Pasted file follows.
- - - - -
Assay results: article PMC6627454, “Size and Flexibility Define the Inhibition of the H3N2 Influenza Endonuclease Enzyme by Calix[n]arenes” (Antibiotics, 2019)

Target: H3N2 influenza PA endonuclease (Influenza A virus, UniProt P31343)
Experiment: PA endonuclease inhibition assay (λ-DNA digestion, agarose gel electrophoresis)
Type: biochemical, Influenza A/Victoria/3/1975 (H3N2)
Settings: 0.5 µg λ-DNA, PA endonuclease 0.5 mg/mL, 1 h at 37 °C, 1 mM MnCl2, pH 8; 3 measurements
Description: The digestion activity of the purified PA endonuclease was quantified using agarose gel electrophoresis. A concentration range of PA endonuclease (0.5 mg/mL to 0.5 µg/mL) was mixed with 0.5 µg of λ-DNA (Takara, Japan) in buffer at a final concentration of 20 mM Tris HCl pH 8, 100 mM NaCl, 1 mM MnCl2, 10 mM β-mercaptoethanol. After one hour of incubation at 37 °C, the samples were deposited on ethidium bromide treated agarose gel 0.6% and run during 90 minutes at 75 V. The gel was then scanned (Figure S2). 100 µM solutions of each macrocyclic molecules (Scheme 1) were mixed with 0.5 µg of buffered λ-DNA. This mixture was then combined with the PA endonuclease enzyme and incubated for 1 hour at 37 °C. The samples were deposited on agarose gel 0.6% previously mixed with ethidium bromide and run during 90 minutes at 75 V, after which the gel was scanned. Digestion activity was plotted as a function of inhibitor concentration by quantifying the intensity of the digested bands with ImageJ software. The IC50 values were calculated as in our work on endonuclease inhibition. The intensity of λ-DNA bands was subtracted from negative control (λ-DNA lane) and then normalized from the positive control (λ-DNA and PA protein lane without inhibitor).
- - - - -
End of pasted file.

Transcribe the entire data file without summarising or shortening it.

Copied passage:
Assay results: article PMC6627454, “Size and Flexibility Define the Inhibition of the H3N2 Influenza Endonuclease Enzyme by Calix[n]arenes” (Antibiotics, 2019)

Target: H3N2 influenza PA endonuclease (Influenza A virus, UniProt P31343)
Experiment: PA endonuclease inhibition assay (λ-DNA digestion, agarose gel electrophoresis)
Type: biochemical, Influenza A/Victoria/3/1975 (H3N2)
Settings: 0.5 µg λ-DNA, PA endonuclease 0.5 mg/mL, 1 h at 37 °C, 1 mM MnCl2, pH 8; 3 measurements
Description: The digestion activity of the purified PA endonuclease was quantified using agarose gel electrophoresis. A concentration range of PA endonuclease (0.5 mg/mL to 0.5 µg/mL) was mixed with 0.5 µg of λ-DNA (Takara, Japan) in buffer at a final concentration of 20 mM Tris HCl pH 8, 100 mM NaCl, 1 mM MnCl2, 10 mM β-mercaptoethanol. After one hour of incubation at 37 °C, the samples were deposited on ethidium bromide treated agarose gel 0.6% and run during 90 minutes at 75 V. The gel was then scanned (Figure S2). 100 µM solutions of each macrocyclic molecules (Scheme 1) were mixed with 0.5 µg of buffered λ-DNA. This mixture was then combined with the PA endonuclease enzyme and incubated for 1 hour at 37 °C. The samples were deposited on agarose gel 0.6% previously mixed with ethidium bromide and run during 90 minutes at 75 V, after which the gel was scanned. Digestion activity was plotted as a function of inhibitor concentration by quantifying the intensity of the digested bands with ImageJ software. The IC50 values were calculated as in our work on endonuclease inhibition. The intensity of λ-DNA bands was subtracted from negative control (λ-DNA lane) and then normalized from the positive control (λ-DNA and PA protein lane without inhibitor).